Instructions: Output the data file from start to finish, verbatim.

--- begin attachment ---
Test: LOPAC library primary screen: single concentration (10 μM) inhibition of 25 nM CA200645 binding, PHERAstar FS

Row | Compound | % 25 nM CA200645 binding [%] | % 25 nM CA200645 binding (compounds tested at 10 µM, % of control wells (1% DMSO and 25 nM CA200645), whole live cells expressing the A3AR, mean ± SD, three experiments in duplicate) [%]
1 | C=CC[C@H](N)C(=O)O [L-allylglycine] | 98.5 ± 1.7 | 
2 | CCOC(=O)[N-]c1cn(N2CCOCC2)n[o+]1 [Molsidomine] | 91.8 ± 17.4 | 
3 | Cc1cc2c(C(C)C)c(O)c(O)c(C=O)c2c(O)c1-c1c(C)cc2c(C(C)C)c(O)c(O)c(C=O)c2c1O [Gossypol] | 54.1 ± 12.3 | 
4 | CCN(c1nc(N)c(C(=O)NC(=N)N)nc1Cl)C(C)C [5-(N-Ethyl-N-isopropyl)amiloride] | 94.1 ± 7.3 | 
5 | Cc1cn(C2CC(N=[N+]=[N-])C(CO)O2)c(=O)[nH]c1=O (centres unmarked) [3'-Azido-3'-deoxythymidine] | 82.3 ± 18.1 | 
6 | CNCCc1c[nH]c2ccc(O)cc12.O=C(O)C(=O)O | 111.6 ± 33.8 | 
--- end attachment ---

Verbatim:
Test: LOPAC library primary screen: single concentration (10 μM) inhibition of 25 nM CA200645 binding, PHERAstar FS

Row | Compound | % 25 nM CA200645 binding [%] | % 25 nM CA200645 binding (compounds tested at 10 µM, % of control wells (1% DMSO and 25 nM CA200645), whole live cells expressing the A3AR, mean ± SD, three experiments in duplicate) [%]
1 | C=CC[C@H](N)C(=O)O [L-allylglycine] | 98.5 ± 1.7 | 
2 | CCOC(=O)[N-]c1cn(N2CCOCC2)n[o+]1 [Molsidomine] | 91.8 ± 17.4 | 
3 | Cc1cc2c(C(C)C)c(O)c(O)c(C=O)c2c(O)c1-c1c(C)cc2c(C(C)C)c(O)c(O)c(C=O)c2c1O [Gossypol] | 54.1 ± 12.3 | 
4 | CCN(c1nc(N)c(C(=O)NC(=N)N)nc1Cl)C(C)C [5-(N-Ethyl-N-isopropyl)amiloride] | 94.1 ± 7.3 | 
5 | Cc1cn(C2CC(N=[N+]=[N-])C(CO)O2)c(=O)[nH]c1=O (centres unmarked) [3'-Azido-3'-deoxythymidine] | 82.3 ± 18.1 | 
6 | CNCCc1c[nH]c2ccc(O)cc12.O=C(O)C(=O)O | 111.6 ± 33.8 | 